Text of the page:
The Inuvialuit Family Way of Living Law, passed by the Inuvialuit Regional Corporation (IRC) in November, is being hailed as an advancement in self-determination.
“Too often, Inuit families are torn apart when tragedy happens. This new law will ensure cultural continuity for each Inuvialuit child and youth, enhance supports for families, improve information sharing, and help grow Inuvialuit jurisdiction,” said Rebecca Kudloo, president of Pauktuutit Inuit Women of Canada. “I am proud of this important first step in protecting families of the Inuvialuit region. Congratulations to IRC board and staff on the positive strides towards the delivery of child welfare for Inuit by Inuit.”
Whether such legislation could become a reality in Nunavut is unclear. Nunavut Tunngavik Incorporated (NTI), which has voiced its intentions of pursuing Inuit self-government through negotiations with the Government of Canada, didn’t respond to questions about how such a law may be adopted in Nunavut. An NTI spokesperson encouraged Nunavut News to contact the Inuvialuit Regional Corporation instead.
Nunavut’s Department of Family Services stated that it “looks forward to working with designated Inuit organizations who may decide to enact the federal ‘act respecting First Nations, Inuit and Metis children, youth and families’ in Nunavut.”
While the law — known as Inuvialuit Qitunrariit Inuuniarnikkun Maligaksat in Inuvialuktun — has the long-term goal of the IRC taking over family welfare services and functions, the initial plan is to get access to information and establish better control on how to keep children in their home communities.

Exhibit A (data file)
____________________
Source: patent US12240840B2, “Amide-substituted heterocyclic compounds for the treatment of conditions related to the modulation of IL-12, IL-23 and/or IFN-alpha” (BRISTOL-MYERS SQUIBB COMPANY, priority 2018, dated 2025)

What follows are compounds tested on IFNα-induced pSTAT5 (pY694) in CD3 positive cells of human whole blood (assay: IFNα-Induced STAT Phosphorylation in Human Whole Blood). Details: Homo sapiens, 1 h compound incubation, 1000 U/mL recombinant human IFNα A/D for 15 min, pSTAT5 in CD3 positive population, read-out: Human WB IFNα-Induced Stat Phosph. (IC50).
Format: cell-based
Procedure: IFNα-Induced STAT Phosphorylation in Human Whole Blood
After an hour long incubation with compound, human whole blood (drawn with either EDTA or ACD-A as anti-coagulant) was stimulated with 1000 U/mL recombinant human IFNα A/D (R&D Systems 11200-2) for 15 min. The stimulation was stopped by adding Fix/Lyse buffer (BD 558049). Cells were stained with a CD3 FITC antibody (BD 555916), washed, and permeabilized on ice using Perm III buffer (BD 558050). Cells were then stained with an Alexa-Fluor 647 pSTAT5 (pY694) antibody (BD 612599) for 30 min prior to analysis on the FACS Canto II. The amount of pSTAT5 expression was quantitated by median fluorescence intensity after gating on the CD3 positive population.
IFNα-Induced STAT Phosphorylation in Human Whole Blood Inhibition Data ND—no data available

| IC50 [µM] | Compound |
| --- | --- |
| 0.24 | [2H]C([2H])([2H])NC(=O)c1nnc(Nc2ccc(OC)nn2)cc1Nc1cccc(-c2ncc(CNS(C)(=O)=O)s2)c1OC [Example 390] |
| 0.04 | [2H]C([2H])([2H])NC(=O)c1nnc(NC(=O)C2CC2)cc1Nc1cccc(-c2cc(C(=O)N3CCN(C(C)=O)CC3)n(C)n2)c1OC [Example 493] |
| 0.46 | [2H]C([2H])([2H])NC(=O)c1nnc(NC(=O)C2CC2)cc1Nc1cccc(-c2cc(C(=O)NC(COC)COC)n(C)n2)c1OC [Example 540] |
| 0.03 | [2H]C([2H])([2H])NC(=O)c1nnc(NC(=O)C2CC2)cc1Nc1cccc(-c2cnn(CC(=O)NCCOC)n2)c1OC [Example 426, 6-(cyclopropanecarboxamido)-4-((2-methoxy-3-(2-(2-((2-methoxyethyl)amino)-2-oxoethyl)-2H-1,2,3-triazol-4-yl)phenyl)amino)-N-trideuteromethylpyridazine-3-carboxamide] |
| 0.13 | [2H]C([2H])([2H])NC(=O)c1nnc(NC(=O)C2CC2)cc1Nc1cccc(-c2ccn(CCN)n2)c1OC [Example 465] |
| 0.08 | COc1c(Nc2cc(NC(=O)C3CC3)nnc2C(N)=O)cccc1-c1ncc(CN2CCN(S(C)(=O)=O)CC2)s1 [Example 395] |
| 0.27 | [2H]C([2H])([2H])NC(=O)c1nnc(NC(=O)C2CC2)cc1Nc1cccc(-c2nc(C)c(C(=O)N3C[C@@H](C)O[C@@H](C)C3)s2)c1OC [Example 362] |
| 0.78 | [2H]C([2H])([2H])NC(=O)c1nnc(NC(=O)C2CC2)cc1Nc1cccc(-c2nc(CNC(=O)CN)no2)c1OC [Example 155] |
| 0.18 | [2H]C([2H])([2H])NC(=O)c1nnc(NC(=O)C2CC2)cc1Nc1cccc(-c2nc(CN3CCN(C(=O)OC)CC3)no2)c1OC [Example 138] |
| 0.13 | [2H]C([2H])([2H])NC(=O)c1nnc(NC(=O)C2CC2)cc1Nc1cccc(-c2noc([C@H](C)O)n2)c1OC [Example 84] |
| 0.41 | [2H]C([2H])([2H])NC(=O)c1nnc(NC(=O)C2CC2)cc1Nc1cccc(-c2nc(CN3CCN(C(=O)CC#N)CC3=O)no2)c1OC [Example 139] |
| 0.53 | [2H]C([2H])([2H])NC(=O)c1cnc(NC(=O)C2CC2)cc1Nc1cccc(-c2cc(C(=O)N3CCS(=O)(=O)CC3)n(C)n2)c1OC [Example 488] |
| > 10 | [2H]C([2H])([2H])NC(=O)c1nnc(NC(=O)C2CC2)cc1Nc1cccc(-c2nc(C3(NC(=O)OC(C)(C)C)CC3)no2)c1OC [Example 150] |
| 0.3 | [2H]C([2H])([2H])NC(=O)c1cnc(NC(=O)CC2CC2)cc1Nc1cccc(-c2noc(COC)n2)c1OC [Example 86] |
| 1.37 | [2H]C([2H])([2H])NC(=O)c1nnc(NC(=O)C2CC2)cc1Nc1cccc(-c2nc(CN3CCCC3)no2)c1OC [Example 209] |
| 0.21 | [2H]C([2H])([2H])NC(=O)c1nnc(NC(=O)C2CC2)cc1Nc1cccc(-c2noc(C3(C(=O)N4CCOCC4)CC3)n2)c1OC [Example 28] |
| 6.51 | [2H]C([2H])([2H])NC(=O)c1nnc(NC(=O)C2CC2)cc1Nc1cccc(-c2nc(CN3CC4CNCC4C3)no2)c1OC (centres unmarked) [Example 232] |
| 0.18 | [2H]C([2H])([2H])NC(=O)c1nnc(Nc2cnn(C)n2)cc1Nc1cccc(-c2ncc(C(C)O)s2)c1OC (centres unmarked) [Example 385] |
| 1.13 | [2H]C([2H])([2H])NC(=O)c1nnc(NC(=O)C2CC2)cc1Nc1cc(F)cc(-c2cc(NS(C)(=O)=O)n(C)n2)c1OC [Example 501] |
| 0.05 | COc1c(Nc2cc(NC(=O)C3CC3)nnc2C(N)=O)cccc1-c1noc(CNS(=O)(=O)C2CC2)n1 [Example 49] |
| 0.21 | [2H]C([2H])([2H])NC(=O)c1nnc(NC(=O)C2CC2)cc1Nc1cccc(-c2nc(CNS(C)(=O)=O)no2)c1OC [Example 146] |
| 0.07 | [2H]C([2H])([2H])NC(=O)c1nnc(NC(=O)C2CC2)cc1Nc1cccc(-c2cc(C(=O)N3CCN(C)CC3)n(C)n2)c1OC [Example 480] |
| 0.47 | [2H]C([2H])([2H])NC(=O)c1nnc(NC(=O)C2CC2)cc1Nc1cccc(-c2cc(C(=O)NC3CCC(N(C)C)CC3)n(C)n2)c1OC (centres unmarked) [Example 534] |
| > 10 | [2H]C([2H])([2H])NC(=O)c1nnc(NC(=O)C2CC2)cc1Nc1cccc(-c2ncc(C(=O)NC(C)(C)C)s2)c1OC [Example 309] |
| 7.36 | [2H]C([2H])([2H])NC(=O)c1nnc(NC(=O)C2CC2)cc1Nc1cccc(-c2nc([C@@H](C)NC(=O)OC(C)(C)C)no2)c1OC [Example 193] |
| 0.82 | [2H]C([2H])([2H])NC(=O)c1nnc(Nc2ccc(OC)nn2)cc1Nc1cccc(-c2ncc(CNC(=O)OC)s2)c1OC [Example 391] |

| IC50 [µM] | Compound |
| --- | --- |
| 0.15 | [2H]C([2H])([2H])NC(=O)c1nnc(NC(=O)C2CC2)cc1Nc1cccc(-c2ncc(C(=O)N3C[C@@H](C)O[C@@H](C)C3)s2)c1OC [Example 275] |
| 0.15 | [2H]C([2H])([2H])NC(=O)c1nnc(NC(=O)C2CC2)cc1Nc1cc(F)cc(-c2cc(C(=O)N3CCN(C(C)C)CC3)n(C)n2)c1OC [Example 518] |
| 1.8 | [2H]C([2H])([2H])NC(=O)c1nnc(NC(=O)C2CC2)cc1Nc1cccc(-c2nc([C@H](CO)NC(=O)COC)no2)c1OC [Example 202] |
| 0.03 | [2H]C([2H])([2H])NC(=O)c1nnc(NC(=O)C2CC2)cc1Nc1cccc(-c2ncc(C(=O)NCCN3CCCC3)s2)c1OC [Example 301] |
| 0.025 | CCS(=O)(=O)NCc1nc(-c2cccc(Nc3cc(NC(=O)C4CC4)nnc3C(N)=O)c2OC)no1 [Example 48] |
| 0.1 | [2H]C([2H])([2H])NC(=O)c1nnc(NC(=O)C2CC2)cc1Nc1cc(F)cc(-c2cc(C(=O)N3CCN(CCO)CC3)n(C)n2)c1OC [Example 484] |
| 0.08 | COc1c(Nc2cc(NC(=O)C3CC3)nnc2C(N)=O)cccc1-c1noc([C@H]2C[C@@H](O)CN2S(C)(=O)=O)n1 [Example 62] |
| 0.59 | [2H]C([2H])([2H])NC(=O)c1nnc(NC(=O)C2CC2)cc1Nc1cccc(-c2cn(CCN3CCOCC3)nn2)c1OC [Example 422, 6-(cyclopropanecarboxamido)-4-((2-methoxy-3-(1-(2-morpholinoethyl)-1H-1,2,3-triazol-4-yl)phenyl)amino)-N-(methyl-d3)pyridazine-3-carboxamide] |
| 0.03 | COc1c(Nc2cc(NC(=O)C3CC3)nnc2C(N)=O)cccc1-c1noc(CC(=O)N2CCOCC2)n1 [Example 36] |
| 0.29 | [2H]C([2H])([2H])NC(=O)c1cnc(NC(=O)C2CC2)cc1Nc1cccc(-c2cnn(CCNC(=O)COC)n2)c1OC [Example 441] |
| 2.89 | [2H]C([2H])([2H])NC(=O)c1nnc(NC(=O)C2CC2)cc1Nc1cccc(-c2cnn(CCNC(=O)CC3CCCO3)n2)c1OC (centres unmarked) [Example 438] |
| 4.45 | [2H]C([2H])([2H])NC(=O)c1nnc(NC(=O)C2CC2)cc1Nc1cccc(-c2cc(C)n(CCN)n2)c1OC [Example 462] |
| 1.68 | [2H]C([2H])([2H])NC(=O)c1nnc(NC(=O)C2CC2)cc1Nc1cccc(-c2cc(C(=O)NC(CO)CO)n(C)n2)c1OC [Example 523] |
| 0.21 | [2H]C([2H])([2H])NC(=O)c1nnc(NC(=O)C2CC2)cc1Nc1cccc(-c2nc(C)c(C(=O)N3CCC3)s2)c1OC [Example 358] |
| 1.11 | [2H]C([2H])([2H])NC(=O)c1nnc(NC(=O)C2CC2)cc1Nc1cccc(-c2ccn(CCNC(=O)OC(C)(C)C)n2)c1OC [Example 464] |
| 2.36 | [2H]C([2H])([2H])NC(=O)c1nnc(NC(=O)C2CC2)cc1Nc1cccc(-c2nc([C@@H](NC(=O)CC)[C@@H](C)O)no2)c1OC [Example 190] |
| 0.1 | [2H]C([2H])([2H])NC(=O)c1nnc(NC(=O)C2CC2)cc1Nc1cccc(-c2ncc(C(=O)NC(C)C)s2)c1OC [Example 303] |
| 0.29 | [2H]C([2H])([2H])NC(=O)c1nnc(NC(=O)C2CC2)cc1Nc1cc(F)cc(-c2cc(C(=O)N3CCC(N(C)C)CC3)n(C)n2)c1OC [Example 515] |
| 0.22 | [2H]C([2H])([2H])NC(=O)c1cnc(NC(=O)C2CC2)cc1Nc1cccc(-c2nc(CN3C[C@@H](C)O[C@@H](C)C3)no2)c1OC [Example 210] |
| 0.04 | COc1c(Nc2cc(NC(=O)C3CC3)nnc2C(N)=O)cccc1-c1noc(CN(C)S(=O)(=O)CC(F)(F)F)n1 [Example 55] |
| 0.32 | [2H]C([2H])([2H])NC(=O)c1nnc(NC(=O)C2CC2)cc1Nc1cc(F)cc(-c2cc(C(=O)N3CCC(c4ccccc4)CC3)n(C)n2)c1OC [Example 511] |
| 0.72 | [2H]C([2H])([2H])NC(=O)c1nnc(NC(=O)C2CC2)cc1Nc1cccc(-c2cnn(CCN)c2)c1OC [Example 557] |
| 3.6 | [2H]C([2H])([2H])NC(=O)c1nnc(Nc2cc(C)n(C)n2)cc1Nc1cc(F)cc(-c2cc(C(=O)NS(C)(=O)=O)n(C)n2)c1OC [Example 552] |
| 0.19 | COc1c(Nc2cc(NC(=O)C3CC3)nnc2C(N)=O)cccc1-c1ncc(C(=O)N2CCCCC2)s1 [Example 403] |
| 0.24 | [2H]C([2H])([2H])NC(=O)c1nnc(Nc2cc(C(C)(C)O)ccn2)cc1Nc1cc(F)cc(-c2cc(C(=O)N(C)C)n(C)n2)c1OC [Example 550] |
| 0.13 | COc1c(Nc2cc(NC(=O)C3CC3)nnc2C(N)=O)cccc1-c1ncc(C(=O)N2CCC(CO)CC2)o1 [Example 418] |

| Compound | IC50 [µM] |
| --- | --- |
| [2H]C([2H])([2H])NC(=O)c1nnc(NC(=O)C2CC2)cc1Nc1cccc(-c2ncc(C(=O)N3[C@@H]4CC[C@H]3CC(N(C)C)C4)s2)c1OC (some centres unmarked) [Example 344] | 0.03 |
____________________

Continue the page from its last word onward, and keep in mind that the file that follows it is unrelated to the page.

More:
The law will provide groundwork to enhance supports for Inuvialuit families to reduce the needs for intervention. It also requires all federal, territorial and provincial governments to meet standards when providing child and family services to Inuvialuit children and their families. Essentially, this now means the IRC is fully involved in any and all child welfare cases involving Inuvialuit children. The legislation will not reduce existing services.
Under the federal act, Indigenous communities have legal jurisdiction over child and family services based on their culture, traditional laws and history. The act places Indigenous jurisdiction over provincial child and family service laws and applies across Canada.
Along with passing the law, the IRC has notified the governments of Canada, the Northwest Territories, Alberta and Yukon territory of the signing and are now requesting to enter co-ordination agreements with the four governments to implement the law. These governments have one year to hammer out a deal with the IRC, otherwise the law as written in Inuvik will come into full force and override territorial and federal laws, excluding key legislation such as the Canada Human Rights Act, the Criminal Code and other similar legislation.